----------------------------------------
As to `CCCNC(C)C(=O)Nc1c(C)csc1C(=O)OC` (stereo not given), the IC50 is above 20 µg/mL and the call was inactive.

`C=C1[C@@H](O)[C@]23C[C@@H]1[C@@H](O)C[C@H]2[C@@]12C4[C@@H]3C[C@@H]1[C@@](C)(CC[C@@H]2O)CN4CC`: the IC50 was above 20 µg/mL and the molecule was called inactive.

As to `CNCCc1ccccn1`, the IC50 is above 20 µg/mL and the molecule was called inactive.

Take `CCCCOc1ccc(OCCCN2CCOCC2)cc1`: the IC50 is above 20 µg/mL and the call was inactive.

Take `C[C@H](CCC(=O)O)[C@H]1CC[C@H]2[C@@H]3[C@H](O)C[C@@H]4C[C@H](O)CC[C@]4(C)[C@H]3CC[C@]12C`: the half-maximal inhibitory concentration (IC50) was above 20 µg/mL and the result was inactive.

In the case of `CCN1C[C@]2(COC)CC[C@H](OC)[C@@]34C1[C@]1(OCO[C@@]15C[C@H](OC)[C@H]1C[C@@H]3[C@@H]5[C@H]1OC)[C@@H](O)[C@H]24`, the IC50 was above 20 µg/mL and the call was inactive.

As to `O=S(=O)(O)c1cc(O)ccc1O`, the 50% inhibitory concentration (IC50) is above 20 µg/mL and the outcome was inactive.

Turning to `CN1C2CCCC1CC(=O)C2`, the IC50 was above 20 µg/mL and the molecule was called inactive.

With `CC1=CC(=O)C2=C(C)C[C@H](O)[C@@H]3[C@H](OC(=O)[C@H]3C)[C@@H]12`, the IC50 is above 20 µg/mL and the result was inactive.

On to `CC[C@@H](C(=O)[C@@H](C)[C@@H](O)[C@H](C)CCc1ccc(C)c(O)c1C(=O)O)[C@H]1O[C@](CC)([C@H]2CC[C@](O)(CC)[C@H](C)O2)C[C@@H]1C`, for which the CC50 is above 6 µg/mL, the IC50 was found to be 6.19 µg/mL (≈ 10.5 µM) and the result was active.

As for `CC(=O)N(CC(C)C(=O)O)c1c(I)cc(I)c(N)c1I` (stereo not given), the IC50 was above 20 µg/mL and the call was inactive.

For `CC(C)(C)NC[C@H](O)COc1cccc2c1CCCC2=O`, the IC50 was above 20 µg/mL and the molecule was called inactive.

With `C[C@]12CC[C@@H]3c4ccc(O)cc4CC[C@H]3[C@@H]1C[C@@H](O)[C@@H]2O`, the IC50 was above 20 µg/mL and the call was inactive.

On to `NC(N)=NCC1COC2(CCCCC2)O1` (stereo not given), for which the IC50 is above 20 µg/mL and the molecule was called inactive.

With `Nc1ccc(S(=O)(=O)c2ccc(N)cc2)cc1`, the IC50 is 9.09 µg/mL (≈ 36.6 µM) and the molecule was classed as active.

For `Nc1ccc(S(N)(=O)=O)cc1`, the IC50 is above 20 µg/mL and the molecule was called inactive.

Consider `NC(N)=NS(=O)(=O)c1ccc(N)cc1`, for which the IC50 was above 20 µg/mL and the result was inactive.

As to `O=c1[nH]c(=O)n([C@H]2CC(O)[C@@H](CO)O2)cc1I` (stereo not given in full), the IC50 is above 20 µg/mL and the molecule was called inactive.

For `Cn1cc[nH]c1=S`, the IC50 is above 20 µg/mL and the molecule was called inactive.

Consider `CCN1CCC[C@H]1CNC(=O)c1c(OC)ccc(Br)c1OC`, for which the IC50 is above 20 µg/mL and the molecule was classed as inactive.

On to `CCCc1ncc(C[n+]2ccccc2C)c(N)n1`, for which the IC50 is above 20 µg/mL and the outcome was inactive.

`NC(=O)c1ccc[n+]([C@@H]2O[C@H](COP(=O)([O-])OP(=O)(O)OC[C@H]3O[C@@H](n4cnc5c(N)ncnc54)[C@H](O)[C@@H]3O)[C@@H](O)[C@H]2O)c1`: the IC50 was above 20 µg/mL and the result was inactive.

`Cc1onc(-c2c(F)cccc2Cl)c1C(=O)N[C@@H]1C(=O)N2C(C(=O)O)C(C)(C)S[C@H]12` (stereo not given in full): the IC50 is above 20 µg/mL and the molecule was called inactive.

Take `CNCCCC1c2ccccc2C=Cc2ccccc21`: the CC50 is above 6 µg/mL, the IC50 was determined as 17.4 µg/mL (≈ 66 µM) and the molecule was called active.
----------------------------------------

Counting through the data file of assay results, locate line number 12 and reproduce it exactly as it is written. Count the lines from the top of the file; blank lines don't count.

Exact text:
For `CC(C)(C)NC[C@H](O)COc1cccc2c1CCCC2=O`, the IC50 was above 20 µg/mL and the molecule was called inactive.